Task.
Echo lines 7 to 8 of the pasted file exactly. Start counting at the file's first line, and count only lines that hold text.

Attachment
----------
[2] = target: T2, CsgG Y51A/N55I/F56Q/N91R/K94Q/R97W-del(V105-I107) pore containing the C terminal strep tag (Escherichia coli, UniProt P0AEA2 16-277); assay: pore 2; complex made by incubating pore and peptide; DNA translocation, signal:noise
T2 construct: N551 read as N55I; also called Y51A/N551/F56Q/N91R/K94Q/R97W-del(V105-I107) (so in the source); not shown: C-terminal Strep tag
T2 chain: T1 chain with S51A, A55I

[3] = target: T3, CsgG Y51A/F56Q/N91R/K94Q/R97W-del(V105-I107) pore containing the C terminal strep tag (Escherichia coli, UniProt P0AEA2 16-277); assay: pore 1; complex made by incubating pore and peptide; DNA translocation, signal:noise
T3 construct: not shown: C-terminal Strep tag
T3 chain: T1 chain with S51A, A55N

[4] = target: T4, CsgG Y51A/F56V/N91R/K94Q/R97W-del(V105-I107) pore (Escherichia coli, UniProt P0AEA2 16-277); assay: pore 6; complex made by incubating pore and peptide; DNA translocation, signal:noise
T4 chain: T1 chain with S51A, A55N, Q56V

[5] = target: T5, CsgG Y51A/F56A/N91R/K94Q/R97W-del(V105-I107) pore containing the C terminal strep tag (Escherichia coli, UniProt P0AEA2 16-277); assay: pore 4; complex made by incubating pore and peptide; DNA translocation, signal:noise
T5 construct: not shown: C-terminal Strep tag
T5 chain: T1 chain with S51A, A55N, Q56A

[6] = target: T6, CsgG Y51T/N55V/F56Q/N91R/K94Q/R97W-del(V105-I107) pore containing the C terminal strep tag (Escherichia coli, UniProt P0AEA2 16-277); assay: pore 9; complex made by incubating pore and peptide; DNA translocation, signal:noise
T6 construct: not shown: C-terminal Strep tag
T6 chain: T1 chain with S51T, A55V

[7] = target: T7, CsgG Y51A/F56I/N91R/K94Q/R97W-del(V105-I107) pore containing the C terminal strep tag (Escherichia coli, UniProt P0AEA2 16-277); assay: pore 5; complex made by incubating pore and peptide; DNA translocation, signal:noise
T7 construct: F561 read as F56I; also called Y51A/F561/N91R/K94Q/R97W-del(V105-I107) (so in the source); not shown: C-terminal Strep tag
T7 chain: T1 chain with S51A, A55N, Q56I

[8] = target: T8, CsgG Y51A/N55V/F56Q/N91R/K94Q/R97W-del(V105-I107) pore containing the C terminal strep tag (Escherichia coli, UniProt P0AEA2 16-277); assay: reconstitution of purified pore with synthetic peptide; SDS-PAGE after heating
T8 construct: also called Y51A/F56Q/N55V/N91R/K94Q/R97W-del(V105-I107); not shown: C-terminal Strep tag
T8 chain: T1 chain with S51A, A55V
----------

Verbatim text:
[4] = target: T4, CsgG Y51A/F56V/N91R/K94Q/R97W-del(V105-I107) pore (Escherichia coli, UniProt P0AEA2 16-277); assay: pore 6; complex made by incubating pore and peptide; DNA translocation, signal:noise
T4 chain: T1 chain with S51A, A55N, Q56V